Though everyone was grieving the sudden loss of a healthy and happy family man, the ceremonies were peppered with a sense of gratitude and hopefulness that were inspiring.
As strange as it sounds, no singular experience in my life has shaped or informed my ever-optimistic outlook more than my father dying. The experience completely reoriented my worldview and helped me appreciate the importance of gratitude, mindfulness, and my own emotional capacity at deeper levels.
Interestingly enough, it also set me on a path toward balancing some of my worst tendencies—particularly impatience, self-doubt, and the need to always be “right”—and endowed me with more gratitude, more present-moment awareness, and a more Zen-like appreciation for life’s ups and downs.
Here are a few takeaways from my loss and resulting growth, which have helped me become a happier, all around better human being. Perhaps something from my experience will help you become happier too.
Mindfulness: More Than Just Meditation
I still remember how busy I felt that day, and how insignificant each detail of my work, home, and packed suitcase came to be minutes later when I learned my father had passed.
Like many, I’ve long struggled with managing my own inner-dialogue and negative self-talk, and would all too often let those negative scripts run unchecked.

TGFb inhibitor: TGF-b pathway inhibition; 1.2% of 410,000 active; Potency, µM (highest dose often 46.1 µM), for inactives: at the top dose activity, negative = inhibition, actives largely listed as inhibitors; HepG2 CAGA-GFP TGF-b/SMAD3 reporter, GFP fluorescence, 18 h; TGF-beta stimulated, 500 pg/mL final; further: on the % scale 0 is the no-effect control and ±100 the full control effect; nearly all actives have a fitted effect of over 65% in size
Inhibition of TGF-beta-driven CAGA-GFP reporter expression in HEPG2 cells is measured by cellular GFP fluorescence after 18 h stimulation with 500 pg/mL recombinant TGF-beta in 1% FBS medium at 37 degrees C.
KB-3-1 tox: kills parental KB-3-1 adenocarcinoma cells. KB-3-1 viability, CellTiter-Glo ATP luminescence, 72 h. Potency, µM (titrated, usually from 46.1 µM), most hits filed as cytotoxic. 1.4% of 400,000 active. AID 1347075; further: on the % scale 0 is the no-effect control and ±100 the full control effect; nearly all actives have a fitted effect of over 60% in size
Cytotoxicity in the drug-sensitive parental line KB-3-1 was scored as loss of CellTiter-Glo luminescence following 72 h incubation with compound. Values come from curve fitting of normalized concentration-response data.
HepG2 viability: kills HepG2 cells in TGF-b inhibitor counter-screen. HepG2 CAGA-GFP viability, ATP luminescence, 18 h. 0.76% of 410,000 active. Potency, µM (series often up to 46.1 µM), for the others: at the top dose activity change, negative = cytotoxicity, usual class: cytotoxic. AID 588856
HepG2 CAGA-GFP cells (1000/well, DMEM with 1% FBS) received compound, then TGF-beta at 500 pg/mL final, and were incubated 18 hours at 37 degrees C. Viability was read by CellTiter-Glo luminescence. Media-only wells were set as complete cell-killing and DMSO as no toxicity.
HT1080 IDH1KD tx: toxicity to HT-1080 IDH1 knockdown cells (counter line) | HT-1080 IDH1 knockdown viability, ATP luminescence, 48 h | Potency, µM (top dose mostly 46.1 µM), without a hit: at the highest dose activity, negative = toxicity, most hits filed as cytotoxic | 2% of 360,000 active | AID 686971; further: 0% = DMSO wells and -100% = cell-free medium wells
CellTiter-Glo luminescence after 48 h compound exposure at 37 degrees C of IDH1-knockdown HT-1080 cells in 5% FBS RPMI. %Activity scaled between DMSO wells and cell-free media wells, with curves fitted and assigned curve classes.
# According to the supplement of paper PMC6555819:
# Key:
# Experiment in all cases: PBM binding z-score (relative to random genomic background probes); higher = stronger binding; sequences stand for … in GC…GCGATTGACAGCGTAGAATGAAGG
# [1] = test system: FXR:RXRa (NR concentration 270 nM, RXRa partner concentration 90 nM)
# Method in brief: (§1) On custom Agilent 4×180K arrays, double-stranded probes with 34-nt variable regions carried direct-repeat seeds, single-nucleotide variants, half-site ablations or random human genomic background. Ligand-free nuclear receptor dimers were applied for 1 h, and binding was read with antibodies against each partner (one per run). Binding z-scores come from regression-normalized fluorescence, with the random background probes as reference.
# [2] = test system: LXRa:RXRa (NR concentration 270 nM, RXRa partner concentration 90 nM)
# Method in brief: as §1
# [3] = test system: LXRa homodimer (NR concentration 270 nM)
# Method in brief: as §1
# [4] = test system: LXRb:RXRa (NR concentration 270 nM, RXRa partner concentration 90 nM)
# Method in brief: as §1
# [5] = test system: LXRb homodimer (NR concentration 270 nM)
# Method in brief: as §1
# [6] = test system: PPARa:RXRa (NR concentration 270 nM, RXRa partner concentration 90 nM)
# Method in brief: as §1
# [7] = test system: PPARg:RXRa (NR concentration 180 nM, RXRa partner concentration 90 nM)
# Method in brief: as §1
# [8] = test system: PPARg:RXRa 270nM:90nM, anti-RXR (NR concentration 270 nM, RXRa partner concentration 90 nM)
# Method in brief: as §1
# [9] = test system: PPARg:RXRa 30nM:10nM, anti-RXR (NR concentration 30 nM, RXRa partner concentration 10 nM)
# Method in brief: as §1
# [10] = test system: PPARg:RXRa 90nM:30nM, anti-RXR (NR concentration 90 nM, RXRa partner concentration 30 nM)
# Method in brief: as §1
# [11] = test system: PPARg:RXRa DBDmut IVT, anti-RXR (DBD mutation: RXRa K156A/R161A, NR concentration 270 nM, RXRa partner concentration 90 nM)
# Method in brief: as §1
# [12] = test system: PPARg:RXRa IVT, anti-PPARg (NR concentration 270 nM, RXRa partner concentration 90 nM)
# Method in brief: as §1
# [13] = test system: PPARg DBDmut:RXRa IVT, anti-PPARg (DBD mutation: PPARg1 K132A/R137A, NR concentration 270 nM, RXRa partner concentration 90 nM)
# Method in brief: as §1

Going through the loss of my father forced me to live in the moment for the weeks and months to come, as it required me to be strong, supportive, and empathetic for the hundreds of people who were shocked and mourning the loss of Big Ed.
Although I still don’t meditate as much as I could (something I’m working on), I’ve found that being more mindful has helped me stay sharper in meetings, more time consciousness, and even more focused and effective in my work.
More importantly, though, it’s helped me feel happier. So many of us rush through our days, stressing out about getting everything done. But it’s impossible to be happy when we’re not fully present because you have to live in the moment to enjoy it.
To cultivate a greater sense of mindfulness, all I did was start paying attention to my thoughts, feelings, and bodily sensations. I eventually added meditative practices to reinforce my present-state focus.
I’ve also taken the time to integrate a minimum of one mindfulness practice into my daily routine. Sometimes, it’s as simple as repeating a single word or phrase while working out, or actively listening to a podcast on my drive home; redirecting my focus to the author’s voice every time my mind wanders.